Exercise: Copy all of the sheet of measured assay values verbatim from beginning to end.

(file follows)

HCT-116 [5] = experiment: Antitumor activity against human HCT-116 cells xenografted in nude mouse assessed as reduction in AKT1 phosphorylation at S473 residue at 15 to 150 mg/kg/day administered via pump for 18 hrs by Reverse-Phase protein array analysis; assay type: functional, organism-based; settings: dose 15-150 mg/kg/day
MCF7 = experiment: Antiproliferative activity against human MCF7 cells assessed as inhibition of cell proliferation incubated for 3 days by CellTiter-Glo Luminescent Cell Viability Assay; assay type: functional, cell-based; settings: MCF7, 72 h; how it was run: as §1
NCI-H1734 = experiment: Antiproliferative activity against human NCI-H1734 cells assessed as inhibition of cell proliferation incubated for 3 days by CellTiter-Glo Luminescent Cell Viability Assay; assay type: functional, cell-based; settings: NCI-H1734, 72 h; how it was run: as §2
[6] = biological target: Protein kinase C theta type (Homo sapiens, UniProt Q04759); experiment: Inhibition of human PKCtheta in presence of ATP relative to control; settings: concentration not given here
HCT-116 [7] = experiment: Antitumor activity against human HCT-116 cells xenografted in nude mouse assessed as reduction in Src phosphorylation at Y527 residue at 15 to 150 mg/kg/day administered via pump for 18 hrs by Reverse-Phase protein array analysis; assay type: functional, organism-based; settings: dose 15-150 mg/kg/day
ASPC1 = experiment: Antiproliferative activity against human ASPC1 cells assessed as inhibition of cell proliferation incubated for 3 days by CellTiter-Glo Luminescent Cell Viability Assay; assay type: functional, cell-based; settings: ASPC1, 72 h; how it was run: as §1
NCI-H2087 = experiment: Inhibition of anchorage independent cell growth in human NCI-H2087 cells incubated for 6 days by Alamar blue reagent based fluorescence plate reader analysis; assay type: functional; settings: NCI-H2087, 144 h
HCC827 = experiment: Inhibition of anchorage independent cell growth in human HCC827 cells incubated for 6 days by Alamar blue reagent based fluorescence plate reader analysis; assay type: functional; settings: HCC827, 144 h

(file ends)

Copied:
HCT-116 [5] = experiment: Antitumor activity against human HCT-116 cells xenografted in nude mouse assessed as reduction in AKT1 phosphorylation at S473 residue at 15 to 150 mg/kg/day administered via pump for 18 hrs by Reverse-Phase protein array analysis; assay type: functional, organism-based; settings: dose 15-150 mg/kg/day
MCF7 = experiment: Antiproliferative activity against human MCF7 cells assessed as inhibition of cell proliferation incubated for 3 days by CellTiter-Glo Luminescent Cell Viability Assay; assay type: functional, cell-based; settings: MCF7, 72 h; how it was run: as §1
NCI-H1734 = experiment: Antiproliferative activity against human NCI-H1734 cells assessed as inhibition of cell proliferation incubated for 3 days by CellTiter-Glo Luminescent Cell Viability Assay; assay type: functional, cell-based; settings: NCI-H1734, 72 h; how it was run: as §2
[6] = biological target: Protein kinase C theta type (Homo sapiens, UniProt Q04759); experiment: Inhibition of human PKCtheta in presence of ATP relative to control; settings: concentration not given here
HCT-116 [7] = experiment: Antitumor activity against human HCT-116 cells xenografted in nude mouse assessed as reduction in Src phosphorylation at Y527 residue at 15 to 150 mg/kg/day administered via pump for 18 hrs by Reverse-Phase protein array analysis; assay type: functional, organism-based; settings: dose 15-150 mg/kg/day
ASPC1 = experiment: Antiproliferative activity against human ASPC1 cells assessed as inhibition of cell proliferation incubated for 3 days by CellTiter-Glo Luminescent Cell Viability Assay; assay type: functional, cell-based; settings: ASPC1, 72 h; how it was run: as §1
NCI-H2087 = experiment: Inhibition of anchorage independent cell growth in human NCI-H2087 cells incubated for 6 days by Alamar blue reagent based fluorescence plate reader analysis; assay type: functional; settings: NCI-H2087, 144 h
HCC827 = experiment: Inhibition of anchorage independent cell growth in human HCC827 cells incubated for 6 days by Alamar blue reagent based fluorescence plate reader analysis; assay type: functional; settings: HCC827, 144 h